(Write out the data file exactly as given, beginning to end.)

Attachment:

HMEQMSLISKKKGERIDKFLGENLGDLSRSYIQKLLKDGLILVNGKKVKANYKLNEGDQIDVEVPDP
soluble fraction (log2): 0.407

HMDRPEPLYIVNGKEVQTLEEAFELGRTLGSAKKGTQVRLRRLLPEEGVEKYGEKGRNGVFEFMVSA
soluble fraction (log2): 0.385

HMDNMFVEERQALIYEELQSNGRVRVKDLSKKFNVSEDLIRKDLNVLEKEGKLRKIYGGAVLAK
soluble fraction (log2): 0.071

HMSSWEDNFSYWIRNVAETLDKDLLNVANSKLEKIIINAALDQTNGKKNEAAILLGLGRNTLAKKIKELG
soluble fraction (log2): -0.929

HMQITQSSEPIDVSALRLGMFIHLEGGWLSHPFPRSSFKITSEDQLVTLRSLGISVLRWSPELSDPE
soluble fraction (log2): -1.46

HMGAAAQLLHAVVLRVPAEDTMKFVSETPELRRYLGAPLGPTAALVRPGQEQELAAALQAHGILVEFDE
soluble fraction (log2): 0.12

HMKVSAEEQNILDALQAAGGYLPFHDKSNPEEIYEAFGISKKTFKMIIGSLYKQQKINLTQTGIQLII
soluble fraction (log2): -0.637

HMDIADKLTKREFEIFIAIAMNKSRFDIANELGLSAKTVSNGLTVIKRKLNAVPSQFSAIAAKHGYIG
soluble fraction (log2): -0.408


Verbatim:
HMEQMSLISKKKGERIDKFLGENLGDLSRSYIQKLLKDGLILVNGKKVKANYKLNEGDQIDVEVPDP
soluble fraction (log2): 0.407

HMDRPEPLYIVNGKEVQTLEEAFELGRTLGSAKKGTQVRLRRLLPEEGVEKYGEKGRNGVFEFMVSA
soluble fraction (log2): 0.385

HMDNMFVEERQALIYEELQSNGRVRVKDLSKKFNVSEDLIRKDLNVLEKEGKLRKIYGGAVLAK
soluble fraction (log2): 0.071

HMSSWEDNFSYWIRNVAETLDKDLLNVANSKLEKIIINAALDQTNGKKNEAAILLGLGRNTLAKKIKELG
soluble fraction (log2): -0.929

HMQITQSSEPIDVSALRLGMFIHLEGGWLSHPFPRSSFKITSEDQLVTLRSLGISVLRWSPELSDPE
soluble fraction (log2): -1.46

HMGAAAQLLHAVVLRVPAEDTMKFVSETPELRRYLGAPLGPTAALVRPGQEQELAAALQAHGILVEFDE
soluble fraction (log2): 0.12

HMKVSAEEQNILDALQAAGGYLPFHDKSNPEEIYEAFGISKKTFKMIIGSLYKQQKINLTQTGIQLII
soluble fraction (log2): -0.637

HMDIADKLTKREFEIFIAIAMNKSRFDIANELGLSAKTVSNGLTVIKRKLNAVPSQFSAIAAKHGYIG
soluble fraction (log2): -0.408